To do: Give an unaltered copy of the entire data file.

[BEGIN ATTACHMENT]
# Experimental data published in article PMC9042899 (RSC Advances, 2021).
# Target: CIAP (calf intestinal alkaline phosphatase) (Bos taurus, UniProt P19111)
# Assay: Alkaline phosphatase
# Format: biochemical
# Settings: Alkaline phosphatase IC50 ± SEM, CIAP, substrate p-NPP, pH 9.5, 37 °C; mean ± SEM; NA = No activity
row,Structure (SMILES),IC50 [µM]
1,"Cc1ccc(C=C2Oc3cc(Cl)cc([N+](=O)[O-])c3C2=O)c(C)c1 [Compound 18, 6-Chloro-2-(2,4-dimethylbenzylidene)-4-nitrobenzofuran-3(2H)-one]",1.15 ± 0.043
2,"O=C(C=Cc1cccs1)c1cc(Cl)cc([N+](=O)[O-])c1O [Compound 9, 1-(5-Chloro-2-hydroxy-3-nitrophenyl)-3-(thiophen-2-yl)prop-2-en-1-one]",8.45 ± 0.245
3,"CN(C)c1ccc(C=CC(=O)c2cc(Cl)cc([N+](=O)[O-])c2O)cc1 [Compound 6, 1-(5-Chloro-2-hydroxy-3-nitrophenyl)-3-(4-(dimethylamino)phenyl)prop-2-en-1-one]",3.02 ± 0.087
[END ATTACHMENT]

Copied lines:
# Experimental data published in article PMC9042899 (RSC Advances, 2021).
# Target: CIAP (calf intestinal alkaline phosphatase) (Bos taurus, UniProt P19111)
# Assay: Alkaline phosphatase
# Format: biochemical
# Settings: Alkaline phosphatase IC50 ± SEM, CIAP, substrate p-NPP, pH 9.5, 37 °C; mean ± SEM; NA = No activity
row,Structure (SMILES),IC50 [µM]
1,"Cc1ccc(C=C2Oc3cc(Cl)cc([N+](=O)[O-])c3C2=O)c(C)c1 [Compound 18, 6-Chloro-2-(2,4-dimethylbenzylidene)-4-nitrobenzofuran-3(2H)-one]",1.15 ± 0.043
2,"O=C(C=Cc1cccs1)c1cc(Cl)cc([N+](=O)[O-])c1O [Compound 9, 1-(5-Chloro-2-hydroxy-3-nitrophenyl)-3-(thiophen-2-yl)prop-2-en-1-one]",8.45 ± 0.245
3,"CN(C)c1ccc(C=CC(=O)c2cc(Cl)cc([N+](=O)[O-])c2O)cc1 [Compound 6, 1-(5-Chloro-2-hydroxy-3-nitrophenyl)-3-(4-(dimethylamino)phenyl)prop-2-en-1-one]",3.02 ± 0.087